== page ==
Hey guys! I’m quite busy with Christmas coming up, but I still want to share some more 2012 lists. That’s why I’m posting this with my phone and the WordPress app. If the layout sucks – which will probably be the case – just concentrate on the content, please
Here are my ten favorite TV shows of 2012 (or the ones I watched in 2012).
1. The Walking Dead
2. Hell on Wheels
3. The Killing (US)
4. American Horror Story Asylum
6. Falling Skies
7. Once upon a time
9. Body of Proof
10. The Good Wife
Thanks for reading! Feel free to share your own lists in the comment section!
Edit: I just replaced Revenge with Grimm. Totally forgot that.
The Golden Globes 2012 nominations were announced this morning:
BEST ACTRESS, TV DRAMA
Claire Danes, Homeland
Mireille Enos, The Killing
Julianna Margulies, The Good Wife
Callie Thorne, Necessary Roughness
BEST ORIGINAL SONG
“Hello Hello,” Gnomeo and Juliet
“The Keeper,” Machine Gun Preacher
“Lay Your Head Down,” Albert Nobbs
“The Living Proof,” The Help
BEST ACTRESS, TV COMEDY
Laura Dern, Enlightened
Zooey Deschanel, New Girl
Tina Fey, 30 Rock
Laura Linney, The Big C
Amy Poehler, Parks and Recreation
Read the rest of this entry
Yesterday HBO launched their “Inside True Blood Blog”, a production blog, which will report on anything going on behind the scenes of the successful TV series “True Blood”. Check it our HERE!
Join the discussion about the Blog and other True Blood related websites HERE. You have to sign up, but it’s worth it and no ones will bite you!
By CHUCK KLOSTERMAN
December 3, 2010
ZOMBIES are a value stock. They are wordless and oozing and brain dead, but they’re an ever-expanding market with no glass ceiling. Zombies are a target-rich environment, literally and figuratively. The more you fill them with bullets, the more interesting they become. Roughly 5.3 million people watched the first episode of “The Walking Dead” on AMC, a stunning 83 percent more than the 2.9 million who watched the Season 4 premiere of “Mad Men.” This means there are at least 2.4 million cable-ready Americans who might prefer watching Christina Hendricks if she were an animated corpse.
Statistically and aesthetically that dissonance seems perverse. But it probably shouldn’t. Mainstream interest in zombies has steadily risen over the past 40 years. Zombies are a commodity that has advanced slowly and without major evolution, much like the staggering creatures George Romero popularized in the 1968 film “Night of the Living Dead.” What makes that measured amplification curious is the inherent limitations of the zombie itself: You can’t add much depth to a creature who can’t talk, doesn’t think and whose only motive is the consumption of flesh. You can’t humanize a zombie, unless you make it less zombie-esque. There are slow zombies, and there are fast zombies— that’s pretty much the spectrum of zombie diversity. It’s not that zombies are changing to fit the world’s condition; it’s that the condition of the world seems more like a zombie offensive. Something about zombies is becoming more intriguing to us. And I think I know what that something is.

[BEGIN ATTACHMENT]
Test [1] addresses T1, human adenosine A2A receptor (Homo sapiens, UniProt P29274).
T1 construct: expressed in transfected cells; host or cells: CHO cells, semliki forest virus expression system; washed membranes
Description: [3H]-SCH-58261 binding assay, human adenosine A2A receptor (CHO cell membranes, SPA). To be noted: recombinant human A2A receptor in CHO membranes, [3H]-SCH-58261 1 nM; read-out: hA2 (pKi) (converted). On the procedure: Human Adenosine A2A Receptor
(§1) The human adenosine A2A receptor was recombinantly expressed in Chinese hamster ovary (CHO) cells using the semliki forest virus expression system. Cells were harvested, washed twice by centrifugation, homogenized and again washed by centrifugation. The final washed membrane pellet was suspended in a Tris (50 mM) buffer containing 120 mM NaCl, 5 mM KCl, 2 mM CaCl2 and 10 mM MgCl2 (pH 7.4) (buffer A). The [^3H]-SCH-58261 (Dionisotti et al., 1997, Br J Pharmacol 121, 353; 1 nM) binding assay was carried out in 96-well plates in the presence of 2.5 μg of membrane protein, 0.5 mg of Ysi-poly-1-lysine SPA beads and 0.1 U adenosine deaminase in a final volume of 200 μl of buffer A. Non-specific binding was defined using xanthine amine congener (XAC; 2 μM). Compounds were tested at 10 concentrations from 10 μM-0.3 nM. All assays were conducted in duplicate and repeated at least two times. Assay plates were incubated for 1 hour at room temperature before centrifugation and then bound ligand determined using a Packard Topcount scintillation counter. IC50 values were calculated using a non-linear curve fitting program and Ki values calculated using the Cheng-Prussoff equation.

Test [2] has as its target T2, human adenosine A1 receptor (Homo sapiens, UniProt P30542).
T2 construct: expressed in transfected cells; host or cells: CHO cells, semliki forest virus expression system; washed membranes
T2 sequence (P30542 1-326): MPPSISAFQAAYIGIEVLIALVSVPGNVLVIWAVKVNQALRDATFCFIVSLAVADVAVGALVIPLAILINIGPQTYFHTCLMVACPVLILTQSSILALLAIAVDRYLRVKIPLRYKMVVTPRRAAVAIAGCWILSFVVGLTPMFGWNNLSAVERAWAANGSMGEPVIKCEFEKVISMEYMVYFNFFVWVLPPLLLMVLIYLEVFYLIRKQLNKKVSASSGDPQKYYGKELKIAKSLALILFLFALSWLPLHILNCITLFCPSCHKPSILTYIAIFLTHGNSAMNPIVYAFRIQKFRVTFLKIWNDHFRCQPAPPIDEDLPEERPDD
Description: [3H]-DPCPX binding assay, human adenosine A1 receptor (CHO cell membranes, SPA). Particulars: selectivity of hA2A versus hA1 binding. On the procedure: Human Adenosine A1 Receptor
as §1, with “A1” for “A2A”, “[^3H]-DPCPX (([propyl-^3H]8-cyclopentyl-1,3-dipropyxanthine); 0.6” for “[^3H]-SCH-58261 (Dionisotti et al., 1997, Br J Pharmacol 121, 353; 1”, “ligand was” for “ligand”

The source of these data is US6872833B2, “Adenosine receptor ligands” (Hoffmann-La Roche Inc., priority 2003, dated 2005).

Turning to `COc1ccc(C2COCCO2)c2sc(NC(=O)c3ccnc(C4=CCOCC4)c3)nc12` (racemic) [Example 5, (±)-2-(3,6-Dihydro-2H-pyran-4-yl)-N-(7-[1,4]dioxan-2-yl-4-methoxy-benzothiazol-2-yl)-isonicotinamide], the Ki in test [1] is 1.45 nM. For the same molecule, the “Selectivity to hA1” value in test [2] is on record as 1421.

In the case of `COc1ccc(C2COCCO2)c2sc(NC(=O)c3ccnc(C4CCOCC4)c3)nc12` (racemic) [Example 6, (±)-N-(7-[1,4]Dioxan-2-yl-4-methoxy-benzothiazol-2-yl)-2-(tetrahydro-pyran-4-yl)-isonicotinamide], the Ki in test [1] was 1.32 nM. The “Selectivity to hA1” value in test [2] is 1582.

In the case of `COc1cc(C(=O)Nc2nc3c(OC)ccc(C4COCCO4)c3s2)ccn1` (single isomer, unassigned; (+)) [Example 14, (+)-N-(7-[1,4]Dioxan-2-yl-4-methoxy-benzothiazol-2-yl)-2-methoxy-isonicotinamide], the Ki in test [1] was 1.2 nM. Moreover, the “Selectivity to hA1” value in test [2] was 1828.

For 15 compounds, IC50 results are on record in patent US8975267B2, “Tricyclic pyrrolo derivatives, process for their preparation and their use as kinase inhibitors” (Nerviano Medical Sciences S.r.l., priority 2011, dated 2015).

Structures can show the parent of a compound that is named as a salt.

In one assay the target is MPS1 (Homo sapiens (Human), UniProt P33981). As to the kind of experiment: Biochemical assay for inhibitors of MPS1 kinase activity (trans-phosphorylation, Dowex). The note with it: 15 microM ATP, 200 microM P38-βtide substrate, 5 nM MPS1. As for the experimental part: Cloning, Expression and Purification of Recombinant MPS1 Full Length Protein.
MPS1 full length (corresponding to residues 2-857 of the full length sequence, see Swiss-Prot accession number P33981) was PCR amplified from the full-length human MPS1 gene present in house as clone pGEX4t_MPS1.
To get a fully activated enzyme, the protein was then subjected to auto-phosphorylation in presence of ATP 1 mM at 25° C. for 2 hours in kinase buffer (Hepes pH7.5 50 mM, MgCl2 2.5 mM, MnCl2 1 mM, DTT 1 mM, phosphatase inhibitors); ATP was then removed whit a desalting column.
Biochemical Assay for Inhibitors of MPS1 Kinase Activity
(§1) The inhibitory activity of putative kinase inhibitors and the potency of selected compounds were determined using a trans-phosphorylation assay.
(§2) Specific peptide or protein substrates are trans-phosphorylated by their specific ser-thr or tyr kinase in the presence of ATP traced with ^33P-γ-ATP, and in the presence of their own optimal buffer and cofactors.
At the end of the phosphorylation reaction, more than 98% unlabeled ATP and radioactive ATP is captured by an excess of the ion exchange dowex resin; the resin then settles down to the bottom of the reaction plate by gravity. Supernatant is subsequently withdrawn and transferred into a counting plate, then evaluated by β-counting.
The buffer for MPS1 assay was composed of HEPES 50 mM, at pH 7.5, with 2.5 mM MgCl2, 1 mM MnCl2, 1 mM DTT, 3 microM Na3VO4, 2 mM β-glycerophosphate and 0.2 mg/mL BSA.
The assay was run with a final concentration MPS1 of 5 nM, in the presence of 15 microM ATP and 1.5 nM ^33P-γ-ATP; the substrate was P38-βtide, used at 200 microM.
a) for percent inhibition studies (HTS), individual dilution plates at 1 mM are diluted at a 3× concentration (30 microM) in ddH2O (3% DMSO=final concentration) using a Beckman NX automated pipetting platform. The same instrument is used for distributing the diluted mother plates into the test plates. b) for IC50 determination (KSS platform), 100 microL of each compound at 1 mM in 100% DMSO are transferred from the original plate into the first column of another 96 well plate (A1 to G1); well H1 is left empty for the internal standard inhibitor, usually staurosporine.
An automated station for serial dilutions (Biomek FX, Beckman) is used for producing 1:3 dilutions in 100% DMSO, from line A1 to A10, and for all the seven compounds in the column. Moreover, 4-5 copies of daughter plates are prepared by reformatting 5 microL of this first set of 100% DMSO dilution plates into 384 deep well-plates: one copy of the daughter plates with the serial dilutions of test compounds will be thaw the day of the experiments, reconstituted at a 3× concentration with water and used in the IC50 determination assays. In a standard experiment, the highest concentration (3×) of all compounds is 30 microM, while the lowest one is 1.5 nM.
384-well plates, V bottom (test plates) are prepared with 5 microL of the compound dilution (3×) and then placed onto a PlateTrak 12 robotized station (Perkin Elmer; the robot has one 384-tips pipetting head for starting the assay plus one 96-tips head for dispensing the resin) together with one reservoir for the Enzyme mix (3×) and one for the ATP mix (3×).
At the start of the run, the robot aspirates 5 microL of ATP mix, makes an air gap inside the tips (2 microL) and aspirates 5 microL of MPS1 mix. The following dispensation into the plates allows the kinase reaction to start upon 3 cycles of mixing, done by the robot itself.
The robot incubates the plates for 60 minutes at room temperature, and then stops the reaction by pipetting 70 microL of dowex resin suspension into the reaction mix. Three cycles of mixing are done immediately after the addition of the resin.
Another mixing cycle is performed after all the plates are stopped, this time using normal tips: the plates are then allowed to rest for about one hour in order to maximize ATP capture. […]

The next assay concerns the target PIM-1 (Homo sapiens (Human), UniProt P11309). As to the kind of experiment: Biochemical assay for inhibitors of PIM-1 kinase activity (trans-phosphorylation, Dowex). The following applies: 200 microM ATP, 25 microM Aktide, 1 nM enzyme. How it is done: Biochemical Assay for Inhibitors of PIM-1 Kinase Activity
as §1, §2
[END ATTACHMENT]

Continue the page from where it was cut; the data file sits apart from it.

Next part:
Good news for undead zombies who consume the flesh of the living and the television viewers who love them: AMC said on Monday that it has officially ordered a second season of “The Walking Dead,” its original series adapted from the comic books written by Robert Kirkman about human survivors in a world overrun by the ambulatory deceased. (Catchy phrase, no?)
Sitting in his lively studio in western Seoul, veteran animator Nelson Shin is clearly proud of the fact that he’s helped animate The Simpsons since the show first aired in 1989. The iconic cartoon propelled his production company Akom into becoming an overseas contracting hub for a lineup of Saturday-morning classics, including X-Men, Tiny Toon Adventures and Animaniacs.
But when a California-based production studio asked Shin to animate a dark commentary about labor practices in Asia’s cartoon industry — the edgy title sequence for the The Simpsons’ episode “MoneyBART” — he and his staff raised a rare protest. The sequence, created by Banksy, the pseudonym for an unidentified British graffiti artist known for his anti-Establishment pranks, ran during the opening credits — a regular slot known to Simpsons fans as the “couch gag” because it’s a joke thrown in as the Simpsons family is seen gathering on the couch at the start of each episode. It depicted a dungeon-like complex where droning Asian animators worked in sweatshops, rats scurried around with human bones, kittens were spliced up into Bart Simpson dolls, and a gaunt unicorn punched holes into DVDs.
Are you team vampire or team zombie? It’s easy to see why vampires have a pop-culture edge. They clean up better for photo shoots. They embody sex — all that sharing of fluids — not decay. They are refined, orderly, even courtly. Zombies tend to be poor conversationalists.
But when it comes to bringing actual horror, it’s no contest. A vampire will nibble your neck, but zombies will take down your entire civilization. (Ever pragmatic, bloodsuckers prefer to keep their food supply sustainable.) The zombie apocalypse is the premise and setting of AMC’s new series The Walking Dead (Sundays, 10 p.m. E.T.; premieres Halloween night). And judging by the first two episodes of its six-episode debut season, the scariest part of the series is not what the animated corpses do but what the surviving humans are driven to do.